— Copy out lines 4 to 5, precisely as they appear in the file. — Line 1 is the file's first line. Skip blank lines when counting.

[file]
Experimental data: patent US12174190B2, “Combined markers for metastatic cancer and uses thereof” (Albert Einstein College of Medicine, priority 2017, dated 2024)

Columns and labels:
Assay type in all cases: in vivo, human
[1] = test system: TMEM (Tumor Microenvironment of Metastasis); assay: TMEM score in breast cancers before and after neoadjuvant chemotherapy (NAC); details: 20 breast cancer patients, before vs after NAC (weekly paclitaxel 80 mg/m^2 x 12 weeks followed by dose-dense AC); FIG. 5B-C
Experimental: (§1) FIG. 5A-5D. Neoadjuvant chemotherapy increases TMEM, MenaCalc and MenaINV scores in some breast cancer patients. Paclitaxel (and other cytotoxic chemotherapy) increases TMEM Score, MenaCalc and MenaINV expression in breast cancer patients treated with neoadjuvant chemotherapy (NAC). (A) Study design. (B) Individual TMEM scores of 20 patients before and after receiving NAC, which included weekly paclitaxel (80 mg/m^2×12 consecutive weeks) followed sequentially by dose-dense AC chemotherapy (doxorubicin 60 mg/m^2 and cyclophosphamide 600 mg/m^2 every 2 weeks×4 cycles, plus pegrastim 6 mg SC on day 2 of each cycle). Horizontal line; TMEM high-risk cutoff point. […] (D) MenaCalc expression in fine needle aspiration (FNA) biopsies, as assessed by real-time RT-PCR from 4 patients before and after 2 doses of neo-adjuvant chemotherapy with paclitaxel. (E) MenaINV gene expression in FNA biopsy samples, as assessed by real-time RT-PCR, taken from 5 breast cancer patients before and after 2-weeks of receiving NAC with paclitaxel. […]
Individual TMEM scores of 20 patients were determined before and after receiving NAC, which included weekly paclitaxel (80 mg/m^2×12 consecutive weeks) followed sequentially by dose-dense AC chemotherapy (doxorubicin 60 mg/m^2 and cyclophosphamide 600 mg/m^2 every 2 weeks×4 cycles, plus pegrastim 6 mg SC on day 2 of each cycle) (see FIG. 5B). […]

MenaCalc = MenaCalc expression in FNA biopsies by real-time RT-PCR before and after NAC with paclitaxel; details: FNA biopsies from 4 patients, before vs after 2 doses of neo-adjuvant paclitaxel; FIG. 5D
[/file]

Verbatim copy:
[1] = test system: TMEM (Tumor Microenvironment of Metastasis); assay: TMEM score in breast cancers before and after neoadjuvant chemotherapy (NAC); details: 20 breast cancer patients, before vs after NAC (weekly paclitaxel 80 mg/m^2 x 12 weeks followed by dose-dense AC); FIG. 5B-C
Experimental: (§1) FIG. 5A-5D. Neoadjuvant chemotherapy increases TMEM, MenaCalc and MenaINV scores in some breast cancer patients. Paclitaxel (and other cytotoxic chemotherapy) increases TMEM Score, MenaCalc and MenaINV expression in breast cancer patients treated with neoadjuvant chemotherapy (NAC). (A) Study design. (B) Individual TMEM scores of 20 patients before and after receiving NAC, which included weekly paclitaxel (80 mg/m^2×12 consecutive weeks) followed sequentially by dose-dense AC chemotherapy (doxorubicin 60 mg/m^2 and cyclophosphamide 600 mg/m^2 every 2 weeks×4 cycles, plus pegrastim 6 mg SC on day 2 of each cycle). Horizontal line; TMEM high-risk cutoff point. […] (D) MenaCalc expression in fine needle aspiration (FNA) biopsies, as assessed by real-time RT-PCR from 4 patients before and after 2 doses of neo-adjuvant chemotherapy with paclitaxel. (E) MenaINV gene expression in FNA biopsy samples, as assessed by real-time RT-PCR, taken from 5 breast cancer patients before and after 2-weeks of receiving NAC with paclitaxel. […]